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UNICEF Innovation

Emergency Kit Labeling



UNICEF has a long history of working in emergencies and humanitarian contexts. One crucial activity UNICEF engages in during emergencies is to mobilise and send out various types of supplies and emergency kits to help people in need of life-saving equipment. To get the emergency kits to the required location, UNICEF relies on their distribution channel. This channel depends on the information on the emergency kits to ensure the right kits are delivered to their intended destinations. For all kit labelling, UNICEF previously purchased white stickers and printed textual information in black ink. That labelling system lead to communication and handling problems. 

Challenges to current model

For all kit labelling, UNICEF SD previously purchased white stickers and printed textual information in black ink. That labelling system lead to communication and handling problems. That labelling system lead to communication and handling problems. In emergencies there tends to be a degree of chaos, which can cause kits to be sent to the wrong location. In addition, current kit labeling requires literacy, which can prove challenging in some contexts.

Each of these kits contains 4 model sub-kits: the Basic Kit, the Renewable Kit, the Supplementary Kit 1a, and the Supplementary Kit 1b. The Basic Kit could be assigned a triangle, while the Renewable Kit could be assigned a circle. Thus, in an emergency a warehouse worker would quickly see that the box with the red triangle is the Interagency Emergency Health Kit – Basic Kit, and would efficiently and correctly manage the boxes. The precise colors and shapes for the labels are yet to be confirmed. However, it has been decided that pastel colors will be used, as this will still allow for the black ink printing to remain visible.


In 2011, students from the Danish Technical University were approached to help UNICEF innovate on this project. They explored new concepts in labelling, barcoding, and a reception checklist. UNICEF decided to concentrate solely on labelling to effectively support the main challenges encountered in the field. In 2013, the Emergency Unit sought feedback from 30 representatives from UNICEF Country Offices. While response rate was low, the overall consensus was that the suggested improvements in labelling were positive and that the project should move forward.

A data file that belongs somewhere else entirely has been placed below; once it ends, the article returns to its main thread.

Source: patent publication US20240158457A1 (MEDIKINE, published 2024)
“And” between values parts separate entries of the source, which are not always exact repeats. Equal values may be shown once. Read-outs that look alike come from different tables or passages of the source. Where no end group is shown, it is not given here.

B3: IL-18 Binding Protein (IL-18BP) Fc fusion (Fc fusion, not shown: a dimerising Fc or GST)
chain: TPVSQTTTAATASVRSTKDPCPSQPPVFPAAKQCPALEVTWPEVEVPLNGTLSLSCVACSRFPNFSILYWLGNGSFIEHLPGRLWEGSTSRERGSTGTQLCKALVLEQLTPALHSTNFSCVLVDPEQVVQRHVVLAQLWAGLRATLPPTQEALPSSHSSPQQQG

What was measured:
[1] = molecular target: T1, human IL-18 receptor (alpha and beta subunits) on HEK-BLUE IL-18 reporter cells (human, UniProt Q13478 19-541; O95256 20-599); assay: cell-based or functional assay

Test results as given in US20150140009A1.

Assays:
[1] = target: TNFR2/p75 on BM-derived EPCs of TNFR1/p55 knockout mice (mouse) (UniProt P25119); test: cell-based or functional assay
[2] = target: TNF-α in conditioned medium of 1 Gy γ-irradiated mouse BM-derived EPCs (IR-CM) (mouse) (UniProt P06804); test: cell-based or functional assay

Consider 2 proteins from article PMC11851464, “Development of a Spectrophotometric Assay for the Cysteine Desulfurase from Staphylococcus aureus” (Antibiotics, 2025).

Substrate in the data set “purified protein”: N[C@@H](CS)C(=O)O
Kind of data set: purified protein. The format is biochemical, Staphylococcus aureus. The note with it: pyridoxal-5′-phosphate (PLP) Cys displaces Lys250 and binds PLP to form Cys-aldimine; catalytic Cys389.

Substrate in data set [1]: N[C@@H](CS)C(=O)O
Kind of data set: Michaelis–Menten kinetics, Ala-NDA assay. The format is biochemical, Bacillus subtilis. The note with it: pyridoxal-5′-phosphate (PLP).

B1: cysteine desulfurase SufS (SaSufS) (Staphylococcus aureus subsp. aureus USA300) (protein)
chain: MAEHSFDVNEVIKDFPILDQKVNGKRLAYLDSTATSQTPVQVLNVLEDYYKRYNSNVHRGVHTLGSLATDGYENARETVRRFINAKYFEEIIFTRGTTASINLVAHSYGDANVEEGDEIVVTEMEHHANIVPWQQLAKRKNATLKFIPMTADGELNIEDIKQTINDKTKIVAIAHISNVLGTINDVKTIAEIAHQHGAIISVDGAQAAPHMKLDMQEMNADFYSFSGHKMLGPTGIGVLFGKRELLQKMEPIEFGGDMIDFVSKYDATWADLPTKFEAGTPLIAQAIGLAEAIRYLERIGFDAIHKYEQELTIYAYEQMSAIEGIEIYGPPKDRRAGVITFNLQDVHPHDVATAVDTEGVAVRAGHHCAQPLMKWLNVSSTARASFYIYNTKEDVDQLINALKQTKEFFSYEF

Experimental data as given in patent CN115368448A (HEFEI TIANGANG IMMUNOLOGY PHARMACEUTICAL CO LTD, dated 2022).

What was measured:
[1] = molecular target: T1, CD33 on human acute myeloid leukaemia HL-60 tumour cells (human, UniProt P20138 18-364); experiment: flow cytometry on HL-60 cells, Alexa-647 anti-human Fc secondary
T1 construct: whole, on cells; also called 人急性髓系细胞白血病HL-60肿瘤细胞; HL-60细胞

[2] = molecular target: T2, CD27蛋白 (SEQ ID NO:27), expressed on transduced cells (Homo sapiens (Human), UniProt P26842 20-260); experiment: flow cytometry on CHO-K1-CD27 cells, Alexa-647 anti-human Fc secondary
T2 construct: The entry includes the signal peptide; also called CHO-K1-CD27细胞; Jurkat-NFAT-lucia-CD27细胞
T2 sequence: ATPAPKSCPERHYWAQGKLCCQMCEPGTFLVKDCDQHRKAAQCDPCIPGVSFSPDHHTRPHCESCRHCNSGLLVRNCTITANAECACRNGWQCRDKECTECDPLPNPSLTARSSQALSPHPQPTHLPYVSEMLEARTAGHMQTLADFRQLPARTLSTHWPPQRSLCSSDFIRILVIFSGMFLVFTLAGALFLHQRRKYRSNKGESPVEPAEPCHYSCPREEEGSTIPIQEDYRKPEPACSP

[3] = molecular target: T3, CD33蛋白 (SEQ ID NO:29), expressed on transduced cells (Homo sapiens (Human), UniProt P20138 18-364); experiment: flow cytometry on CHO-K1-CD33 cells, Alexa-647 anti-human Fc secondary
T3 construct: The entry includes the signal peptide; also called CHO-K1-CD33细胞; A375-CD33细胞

Designing the new labels

The improved labels are distinguishable by both colour and symbol. Colour indicates the type of kit, while symbol indicates the model sub-kit content. 

For example:

Interagency Emergency Health Kit (red)

Midwife Kit (green)

Malaria Kit (blue) 

Obstetric Kit (yellow)

Education kit (pink)

The new labels are more structured and easier to read than the previous labels. Important changes include:

1) Each emergency kit is represented by its own colour of labels. 

2) Each kit of an emergency kit is represented by a symbol. 

3) The part number is in a very large font, making it easy to see. 

4) The kit name is also very big and noticeable.


English Kit Label Guide

Arabic Kit Label Guide

French Kit Label Guide

Kit Label Guide in English, French, Arabic


December 2016

The emergency kit labels are now used globally. Surveys assessing whether the added colour and symbols to the labels aid in the identification, organization, and further distribution of kits in emergency situations revealed overwhelming positive results with 88% of respondents finding the symbols useful for kit sorting purposes and 82% finding the colours help when sorting kits.

Feedback from colleagues on the ground told us that while colours and symbols help to make it easier to identify and sort boxes that make up a complete kit, it is not always easy to interpret what the colours and symbols mean. In response to this feedback, UNICEF has published a new guide to help supply and logistic colleagues interpret the information given on the labels. These can be found under the resource tab above. It is hoped that the guide will further speed up kit identification and help with training. Initial feedback on the guide has been extremely positive. 




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